Cast & Crew
After miners attack Jim Crowl, a labor agitator trying to incite them to strike, he seeks refuge from the police at the home of True Merrill, a naive would-be writer who has lived all her life with her recently deceased father. Jim cajoles True into wanting to experience love, hate and suffering, and convinces her to accompany him to New York. In Greenwich Village, True enjoys Jim's Bohemian friends, all of whom patronize the Pig's Eye cafe: unpublished poet Saracen Jones; struggling artist Russell Storm; and dancer Vavara, with whom, unknown to True, Jim is involved. When the group, who all live in Russell's apartment, are evicted, Jim, who is really an agitator for mercenary reasons, conducts a sidewalk auction of Russell's paintings, which turns into a brawl due to Jim's inflammatory criticisms of society. True slaps wealthy dilettante Michael Harrison after he facetiously offers to buy a painting just to destroy it, and she is sentenced to ten days in jail, as is Jim. Later, Michael apologizes to True and, after calling her friends phonies, invites her to meet successful artists and writers. When True argues that her friends have not had the opportunities that Michael's friends have had, Michael proposes a deal: he will pay the expenses of her friends for six months, and if even one makes good or shows gratitude, he will buy True a drink; however, if they all fail, she will have an obligation to him. True agrees and writes a novel entitled I Believed in You . The others, however, squander their money. When they demand more, True explodes and calls them fakers. Still believing in Jim, she then overhears him tell another woman the same things he once told her. She walks disillusioned throughout the city and onto a bridge, but after hearing voices from the past, she gains new confidence and visits the publishers Lang and Long, who sign her to a contract. True then gives Michael her royalty check as her first repayment. When he proposes, she says that she must go on alone for now, and that maybe they will meet in the future.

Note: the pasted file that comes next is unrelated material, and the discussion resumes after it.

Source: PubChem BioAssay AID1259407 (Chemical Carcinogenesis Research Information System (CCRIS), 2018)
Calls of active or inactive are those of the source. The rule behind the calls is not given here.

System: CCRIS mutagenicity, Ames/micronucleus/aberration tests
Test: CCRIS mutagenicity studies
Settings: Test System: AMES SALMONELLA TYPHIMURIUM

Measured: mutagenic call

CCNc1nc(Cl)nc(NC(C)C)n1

Charles C. Wilson
The working title of this film was Disillusion, which was the title of William Anthony McGuire's unpublished original story. A Hollywood Reporter news item from November 25, 1931 noted that Fox signed Elmer Harris to do the screenplay of McGuire's story. No information has been located to determine if Harris contributed anything to the final film. This was Rosemary Ames's first film. Jack Luden was a member of the Luden cough drop family, according to Variety. While credits on the film list Jed Prouty as "Long" and Morgan Wallace as "Lang," Prouty clearly says a number of times, "I'm Lang, he's [meaning Wallace] Long."